Thinner by Steven King
Since I was little, something about the October air and Halloween displays sends me venturing into scarier shelves. I’m not much of a horror lover for the rest of the year, but reading a scary novel around Halloween time is a tradition of mine.
Last year, Stephen King’s The Shining scared me so badly I was jumping at shadows for a month. This year, I decided to return to his work, this time going for Thinner. I knew when I read the back blurb that this book wasn’t going to be half as chilling as The Shining was; what I didn’t know was that I shouldn’t even bother reading it in the first place.
Thinner follows Billy Halleck, a hefty, fat-cat-type businessman, who has the misfortune to hit an old Gypsy lady with his car. She’s killed, but her even-more-ancient father, the Gypsy with the rotting nose we hear about over and over, curses him with a word: “thinner.”
From that point, he can’t stop losing weight, and must embark on a quest to find the Gypsy and convince him to reverse the curse before it’s too late.
The main issue I have with the book is that it just isn’t scary. The rotting nose is a little gross, and I can see that if I were losing weight as rapidly as Billy does, I’d be worried, but for a reader, an overweight character dropping some extra weight doesn’t exactly send chills up and down the spine. Maybe it’s just me, but when Billy was gibbering in terror over being 40 pounds heavier than my (admittedly quite skinny, but still healthy) fiancé, I wasn’t moved. King tries to up the ante by cursing a few more people, like the cop at the scene of the accident and the judge who dismissed the case without so much as a tap on the wrist. This backfires, too, as the curses are more laughable than creepy (one gets lizard scales; the other, giant pimples, I kid you not).
King’s gift is in finding real, natural fears, and Billy’s growing resentment of his wife is the scariest part of the book, but it lacks the urgency and crescendo of Jack’s resentment and anger toward his family in The Shining. In The Shining, Jack’s got a compelling need to redeem himself–he loses his job and the trust of his family due to a violent streak and hopes to prove himself. Billy’s got a soft life, a vanilla family, and a vanishing belly pooch. He wants to reverse the curse, but I am left wondering what will change in his life when he gained the weight back. Be a more careful driver, maybe? Not exactly gripping.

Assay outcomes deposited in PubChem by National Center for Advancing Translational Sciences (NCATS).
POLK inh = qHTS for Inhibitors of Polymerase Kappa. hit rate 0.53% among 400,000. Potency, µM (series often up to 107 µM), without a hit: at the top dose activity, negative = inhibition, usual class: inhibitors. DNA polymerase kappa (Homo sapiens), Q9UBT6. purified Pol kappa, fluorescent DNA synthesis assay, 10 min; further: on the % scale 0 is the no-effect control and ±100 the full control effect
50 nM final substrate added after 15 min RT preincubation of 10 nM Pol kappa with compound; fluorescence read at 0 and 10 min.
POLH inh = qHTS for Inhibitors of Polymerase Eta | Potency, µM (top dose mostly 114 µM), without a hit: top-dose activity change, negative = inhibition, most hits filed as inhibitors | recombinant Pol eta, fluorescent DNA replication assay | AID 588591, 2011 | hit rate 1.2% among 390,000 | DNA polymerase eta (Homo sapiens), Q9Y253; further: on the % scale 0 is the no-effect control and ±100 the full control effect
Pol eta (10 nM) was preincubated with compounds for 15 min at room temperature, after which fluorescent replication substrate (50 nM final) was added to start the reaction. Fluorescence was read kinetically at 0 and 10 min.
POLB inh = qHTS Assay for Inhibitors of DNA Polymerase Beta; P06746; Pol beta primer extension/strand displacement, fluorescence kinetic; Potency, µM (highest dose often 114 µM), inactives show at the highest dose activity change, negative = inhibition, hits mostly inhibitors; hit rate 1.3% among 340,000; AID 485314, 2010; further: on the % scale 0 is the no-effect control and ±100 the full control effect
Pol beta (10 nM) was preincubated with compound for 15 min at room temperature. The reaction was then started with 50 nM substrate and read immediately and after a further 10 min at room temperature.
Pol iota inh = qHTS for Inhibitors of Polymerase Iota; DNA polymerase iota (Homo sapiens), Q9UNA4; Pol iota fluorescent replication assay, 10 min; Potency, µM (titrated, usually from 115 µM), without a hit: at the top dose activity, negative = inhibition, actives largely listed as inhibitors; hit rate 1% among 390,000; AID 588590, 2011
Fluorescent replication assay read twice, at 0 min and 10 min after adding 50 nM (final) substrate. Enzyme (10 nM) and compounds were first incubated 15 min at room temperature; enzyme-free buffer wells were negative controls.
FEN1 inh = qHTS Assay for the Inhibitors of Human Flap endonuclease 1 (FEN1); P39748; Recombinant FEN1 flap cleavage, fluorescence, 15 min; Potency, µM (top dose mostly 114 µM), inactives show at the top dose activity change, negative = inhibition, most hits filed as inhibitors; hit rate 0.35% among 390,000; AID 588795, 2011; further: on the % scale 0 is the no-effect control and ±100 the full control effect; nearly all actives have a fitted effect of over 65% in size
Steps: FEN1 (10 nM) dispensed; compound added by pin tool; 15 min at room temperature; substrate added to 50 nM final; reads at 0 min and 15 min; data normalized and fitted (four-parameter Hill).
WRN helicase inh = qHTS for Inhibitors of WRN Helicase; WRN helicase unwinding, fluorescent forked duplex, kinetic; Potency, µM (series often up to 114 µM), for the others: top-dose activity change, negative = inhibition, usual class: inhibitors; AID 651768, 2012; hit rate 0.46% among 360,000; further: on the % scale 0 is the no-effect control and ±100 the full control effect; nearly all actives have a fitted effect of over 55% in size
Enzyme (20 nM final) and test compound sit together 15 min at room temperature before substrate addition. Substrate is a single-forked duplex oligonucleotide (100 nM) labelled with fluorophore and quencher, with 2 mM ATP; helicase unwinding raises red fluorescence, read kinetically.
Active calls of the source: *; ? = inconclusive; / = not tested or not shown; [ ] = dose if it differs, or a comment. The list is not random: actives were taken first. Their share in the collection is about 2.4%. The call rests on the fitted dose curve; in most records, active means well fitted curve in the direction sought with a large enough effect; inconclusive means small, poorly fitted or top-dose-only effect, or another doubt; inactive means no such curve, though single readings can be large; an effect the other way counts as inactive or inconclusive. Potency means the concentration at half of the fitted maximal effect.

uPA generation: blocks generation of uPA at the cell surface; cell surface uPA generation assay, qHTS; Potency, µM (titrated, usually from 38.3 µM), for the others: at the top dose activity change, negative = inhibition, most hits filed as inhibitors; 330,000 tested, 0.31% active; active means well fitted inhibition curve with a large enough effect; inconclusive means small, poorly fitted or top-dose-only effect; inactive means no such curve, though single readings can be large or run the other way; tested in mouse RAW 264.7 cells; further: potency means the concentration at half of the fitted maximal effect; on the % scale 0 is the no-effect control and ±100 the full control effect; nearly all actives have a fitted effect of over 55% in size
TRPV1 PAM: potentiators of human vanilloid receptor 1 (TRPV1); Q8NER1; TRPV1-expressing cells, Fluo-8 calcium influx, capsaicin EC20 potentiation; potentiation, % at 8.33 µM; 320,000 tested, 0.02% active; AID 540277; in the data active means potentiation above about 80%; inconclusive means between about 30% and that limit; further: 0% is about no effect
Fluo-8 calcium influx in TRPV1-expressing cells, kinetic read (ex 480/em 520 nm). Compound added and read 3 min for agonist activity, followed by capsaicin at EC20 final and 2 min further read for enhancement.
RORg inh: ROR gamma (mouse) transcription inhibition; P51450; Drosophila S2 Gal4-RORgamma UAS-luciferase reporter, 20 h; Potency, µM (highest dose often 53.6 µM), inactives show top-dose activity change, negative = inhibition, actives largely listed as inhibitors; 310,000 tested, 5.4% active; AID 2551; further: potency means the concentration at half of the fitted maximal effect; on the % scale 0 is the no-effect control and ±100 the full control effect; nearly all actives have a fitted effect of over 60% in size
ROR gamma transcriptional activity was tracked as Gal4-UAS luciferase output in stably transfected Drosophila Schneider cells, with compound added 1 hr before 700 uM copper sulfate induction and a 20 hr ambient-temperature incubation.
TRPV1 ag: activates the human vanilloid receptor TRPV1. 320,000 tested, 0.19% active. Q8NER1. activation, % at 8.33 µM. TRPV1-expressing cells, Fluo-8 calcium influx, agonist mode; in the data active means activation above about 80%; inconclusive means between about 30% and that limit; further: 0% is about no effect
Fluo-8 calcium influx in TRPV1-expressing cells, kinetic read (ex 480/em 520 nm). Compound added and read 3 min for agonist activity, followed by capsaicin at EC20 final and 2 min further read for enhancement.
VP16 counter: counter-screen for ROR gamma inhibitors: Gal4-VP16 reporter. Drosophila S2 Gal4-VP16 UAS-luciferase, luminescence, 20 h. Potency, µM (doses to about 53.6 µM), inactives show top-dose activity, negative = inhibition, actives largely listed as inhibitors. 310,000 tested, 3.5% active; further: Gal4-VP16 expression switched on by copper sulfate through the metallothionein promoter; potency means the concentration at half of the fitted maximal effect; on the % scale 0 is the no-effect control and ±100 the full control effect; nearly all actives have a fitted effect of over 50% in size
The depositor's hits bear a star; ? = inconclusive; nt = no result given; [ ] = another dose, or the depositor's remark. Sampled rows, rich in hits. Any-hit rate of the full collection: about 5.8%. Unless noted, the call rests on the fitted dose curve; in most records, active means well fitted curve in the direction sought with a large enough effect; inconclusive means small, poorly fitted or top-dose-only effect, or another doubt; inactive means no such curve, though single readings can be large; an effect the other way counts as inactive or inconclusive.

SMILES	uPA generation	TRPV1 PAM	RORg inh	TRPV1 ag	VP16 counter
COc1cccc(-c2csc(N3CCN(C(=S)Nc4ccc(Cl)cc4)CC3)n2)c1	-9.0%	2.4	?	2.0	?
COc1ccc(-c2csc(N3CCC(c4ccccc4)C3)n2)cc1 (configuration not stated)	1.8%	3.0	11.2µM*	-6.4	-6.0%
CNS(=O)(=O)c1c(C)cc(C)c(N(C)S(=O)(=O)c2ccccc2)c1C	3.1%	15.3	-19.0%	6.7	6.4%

Besides the lack of scare factor, there were a few minor annoyances in the book that irked me just enough to snap me out of that nice reading hypnosis you fall into under good storytelling. For one, the doctors diagnose Billy with the extremely rare disorder: “psychological anorexia nervosa.” This, despite the fact that Billy doesn’t exhibit any of the symptom of anorexia nervosa beyond weight loss, and in blatant disregard of the fact that anorexia nervosa is already a psychological disease, not a physical one. I’ll believe in a Gypsy curse, but I refuse to believe in a team of doctors that doesn’t have a clue about how eating disorders work.
The other annoyance is very brief, but equally egregious. Stephen King name-dropped himself. As in, he had a character call another character out for “acting like someone in a Stephen King novel.” Ouch. I’m sure he meant it to be clever or amusing, but I don’t think there is any way to pull that off without sounding awkward at best, and madly egotistic otherwise.
I’m afraid I’m forced to dip down into the lower Canary registers and rate this as One Canary–more fun to make fun of after than to read. If you like horror, there are times when Stephen King will certainly fit the bill, but give Thinner a pass.
What’s your opinion on Stephen King? Any hits I should try or clunkers to avoid? And now that we’re in the crunch time before Halloween, what should I read to get my horror fix?